Thunder Data Systems

Fixing a Dysfunctional Team

Fixing a Dysfunctional Team

Every Monday morning our team engages in a sprint planning meeting.  Starting with a retrospective of the prior week, we discuss problems, successes, and ideas from individually posted notes on each topic  Intended to be frank discussions, we are openly enthusiastic about the good things that occur, but our challenges and frustrations are generally veiled.  The goals of a retrospective aim to improve the team’s flow, but if we aren’t honest about the challenges we’re facing, they are simply a waste of time.

During a retrospective six weeks ago, my Post-it note read:  “We are a dysfunctional team.”

For a couple of weeks, I felt frustrated and unhappy with the office atmosphere.  No one was complaining, work was getting completed, and there was no list of dissatisfying issues.  But there was a palpable sense of unhappiness among the team.  My posted note opened a long closed Pandora’s box, and so began our first real steps to re-creating the team.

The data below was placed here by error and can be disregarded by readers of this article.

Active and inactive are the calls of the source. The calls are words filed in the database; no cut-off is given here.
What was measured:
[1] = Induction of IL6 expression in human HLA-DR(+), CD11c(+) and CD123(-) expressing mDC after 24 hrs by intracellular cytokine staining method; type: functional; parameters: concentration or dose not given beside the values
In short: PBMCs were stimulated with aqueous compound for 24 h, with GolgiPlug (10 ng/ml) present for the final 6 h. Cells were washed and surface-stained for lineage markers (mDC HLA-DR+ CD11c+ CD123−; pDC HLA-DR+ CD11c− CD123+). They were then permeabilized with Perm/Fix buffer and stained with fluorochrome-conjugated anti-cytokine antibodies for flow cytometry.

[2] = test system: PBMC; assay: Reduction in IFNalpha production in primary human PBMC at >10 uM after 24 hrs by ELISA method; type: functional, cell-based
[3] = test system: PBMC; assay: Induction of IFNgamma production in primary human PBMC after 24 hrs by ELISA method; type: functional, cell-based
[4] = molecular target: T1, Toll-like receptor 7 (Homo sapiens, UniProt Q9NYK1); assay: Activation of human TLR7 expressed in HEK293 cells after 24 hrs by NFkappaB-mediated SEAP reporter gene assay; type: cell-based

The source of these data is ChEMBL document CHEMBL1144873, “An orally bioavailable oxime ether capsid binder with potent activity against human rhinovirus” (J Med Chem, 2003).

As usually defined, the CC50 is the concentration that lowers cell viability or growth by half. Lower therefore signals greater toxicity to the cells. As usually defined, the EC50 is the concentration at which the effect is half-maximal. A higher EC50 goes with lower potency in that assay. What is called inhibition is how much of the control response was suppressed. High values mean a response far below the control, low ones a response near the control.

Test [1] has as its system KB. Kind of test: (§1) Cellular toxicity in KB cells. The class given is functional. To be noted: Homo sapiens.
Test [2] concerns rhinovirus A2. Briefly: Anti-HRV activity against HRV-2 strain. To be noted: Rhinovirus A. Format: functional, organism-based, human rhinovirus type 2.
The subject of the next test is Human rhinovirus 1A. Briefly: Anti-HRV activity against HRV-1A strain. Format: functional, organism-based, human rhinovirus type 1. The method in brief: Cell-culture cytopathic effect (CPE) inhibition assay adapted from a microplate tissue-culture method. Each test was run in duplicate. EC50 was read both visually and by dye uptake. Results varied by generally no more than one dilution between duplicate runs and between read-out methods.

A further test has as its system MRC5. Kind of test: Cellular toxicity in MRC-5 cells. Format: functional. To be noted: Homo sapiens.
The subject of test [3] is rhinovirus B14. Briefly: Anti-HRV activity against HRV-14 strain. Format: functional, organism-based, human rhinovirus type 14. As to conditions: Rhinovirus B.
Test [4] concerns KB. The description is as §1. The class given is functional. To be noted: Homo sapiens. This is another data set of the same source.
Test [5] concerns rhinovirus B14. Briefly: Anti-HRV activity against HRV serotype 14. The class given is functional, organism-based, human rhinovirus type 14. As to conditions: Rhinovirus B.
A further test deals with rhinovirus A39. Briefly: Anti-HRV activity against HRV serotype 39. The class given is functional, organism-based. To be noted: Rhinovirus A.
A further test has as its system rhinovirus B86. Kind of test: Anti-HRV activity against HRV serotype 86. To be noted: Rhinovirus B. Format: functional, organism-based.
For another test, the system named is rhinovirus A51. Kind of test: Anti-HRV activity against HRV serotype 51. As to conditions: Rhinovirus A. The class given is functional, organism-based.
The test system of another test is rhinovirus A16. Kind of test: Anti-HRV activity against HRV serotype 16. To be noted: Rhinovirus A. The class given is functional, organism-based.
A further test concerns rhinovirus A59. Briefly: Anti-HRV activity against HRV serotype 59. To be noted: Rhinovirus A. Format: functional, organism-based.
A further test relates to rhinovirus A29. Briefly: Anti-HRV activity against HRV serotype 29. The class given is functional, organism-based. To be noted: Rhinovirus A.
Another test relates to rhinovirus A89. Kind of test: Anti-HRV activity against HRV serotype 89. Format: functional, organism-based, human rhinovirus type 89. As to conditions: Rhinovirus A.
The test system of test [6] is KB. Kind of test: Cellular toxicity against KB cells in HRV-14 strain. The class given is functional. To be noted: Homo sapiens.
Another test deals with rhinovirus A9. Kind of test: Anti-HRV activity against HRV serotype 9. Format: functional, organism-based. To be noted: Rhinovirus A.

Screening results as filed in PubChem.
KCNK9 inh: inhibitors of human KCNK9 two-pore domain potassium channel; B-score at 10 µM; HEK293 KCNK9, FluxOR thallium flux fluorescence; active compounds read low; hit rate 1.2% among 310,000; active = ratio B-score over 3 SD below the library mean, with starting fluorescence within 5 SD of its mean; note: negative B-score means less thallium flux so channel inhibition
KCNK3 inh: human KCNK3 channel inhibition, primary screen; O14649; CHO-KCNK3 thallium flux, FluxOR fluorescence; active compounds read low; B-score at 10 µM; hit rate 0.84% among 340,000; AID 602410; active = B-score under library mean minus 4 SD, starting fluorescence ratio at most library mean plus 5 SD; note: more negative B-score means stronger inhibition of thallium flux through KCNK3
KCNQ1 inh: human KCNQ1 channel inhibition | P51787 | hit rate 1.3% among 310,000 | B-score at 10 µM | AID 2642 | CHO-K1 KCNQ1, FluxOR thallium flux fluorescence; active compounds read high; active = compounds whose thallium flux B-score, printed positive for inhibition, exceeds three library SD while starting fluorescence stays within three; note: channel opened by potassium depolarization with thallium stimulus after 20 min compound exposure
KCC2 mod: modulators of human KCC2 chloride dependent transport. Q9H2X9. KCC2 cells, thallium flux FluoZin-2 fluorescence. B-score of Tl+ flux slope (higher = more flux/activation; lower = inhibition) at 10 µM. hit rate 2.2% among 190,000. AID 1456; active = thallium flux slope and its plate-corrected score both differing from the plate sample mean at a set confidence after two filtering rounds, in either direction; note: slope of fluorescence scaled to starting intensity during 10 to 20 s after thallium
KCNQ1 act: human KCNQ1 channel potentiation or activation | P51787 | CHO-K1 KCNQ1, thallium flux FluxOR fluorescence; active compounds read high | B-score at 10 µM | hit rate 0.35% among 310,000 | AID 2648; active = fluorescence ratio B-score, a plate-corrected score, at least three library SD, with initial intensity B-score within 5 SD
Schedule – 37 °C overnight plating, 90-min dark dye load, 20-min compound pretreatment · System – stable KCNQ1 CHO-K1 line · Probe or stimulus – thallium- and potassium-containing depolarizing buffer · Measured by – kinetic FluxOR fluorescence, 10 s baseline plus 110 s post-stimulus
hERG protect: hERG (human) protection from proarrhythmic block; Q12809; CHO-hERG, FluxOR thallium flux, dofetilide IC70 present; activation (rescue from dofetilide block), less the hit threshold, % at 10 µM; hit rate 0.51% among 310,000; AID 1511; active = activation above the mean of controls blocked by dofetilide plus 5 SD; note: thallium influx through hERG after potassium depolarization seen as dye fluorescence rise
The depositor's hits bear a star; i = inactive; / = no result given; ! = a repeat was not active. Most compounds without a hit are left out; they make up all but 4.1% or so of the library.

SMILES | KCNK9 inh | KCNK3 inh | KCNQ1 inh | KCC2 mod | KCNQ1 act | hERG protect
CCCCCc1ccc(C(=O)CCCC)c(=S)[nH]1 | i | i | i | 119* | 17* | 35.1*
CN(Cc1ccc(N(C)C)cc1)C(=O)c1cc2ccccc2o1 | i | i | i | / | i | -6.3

We are not alone.

At SXSW, no less than four panels tossed around the subject of developer/staff relationships.  The consistency of the theme was surprising.  Two questions begged answers:  what factors lend themselves to these difficult relationships, and how do we change team dynamics?  I was on a quest to find answers and work on fixing our own team.

To start, we discussed what we collectively felt were the primary requirements of a <i>functional</i> team: trust, honesty, partnership, and commitment.  We were failing at all of them, and the negative pall cast on the office was tangible.

Each month, we’ll share the changes made and the results realized as we attempt to overcome the obstacles that prevent us from realizing our potential

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